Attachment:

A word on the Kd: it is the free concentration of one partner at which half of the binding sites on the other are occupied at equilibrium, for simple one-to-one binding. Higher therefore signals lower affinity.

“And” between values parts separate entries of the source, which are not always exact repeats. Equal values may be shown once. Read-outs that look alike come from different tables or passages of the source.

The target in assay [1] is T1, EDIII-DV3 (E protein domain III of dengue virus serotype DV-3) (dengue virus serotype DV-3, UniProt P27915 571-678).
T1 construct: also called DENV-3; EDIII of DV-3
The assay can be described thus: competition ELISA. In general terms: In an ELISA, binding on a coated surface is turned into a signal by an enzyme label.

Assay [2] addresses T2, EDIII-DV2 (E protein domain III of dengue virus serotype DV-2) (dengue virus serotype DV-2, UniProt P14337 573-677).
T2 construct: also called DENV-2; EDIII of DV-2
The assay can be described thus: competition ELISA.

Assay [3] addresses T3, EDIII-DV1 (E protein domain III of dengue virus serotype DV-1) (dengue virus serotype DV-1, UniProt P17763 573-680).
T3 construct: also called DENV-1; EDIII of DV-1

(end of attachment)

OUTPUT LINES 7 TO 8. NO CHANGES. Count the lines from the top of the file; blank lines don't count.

T2 construct: also called DENV-2; EDIII of DV-2
The assay can be described thus: competition ELISA.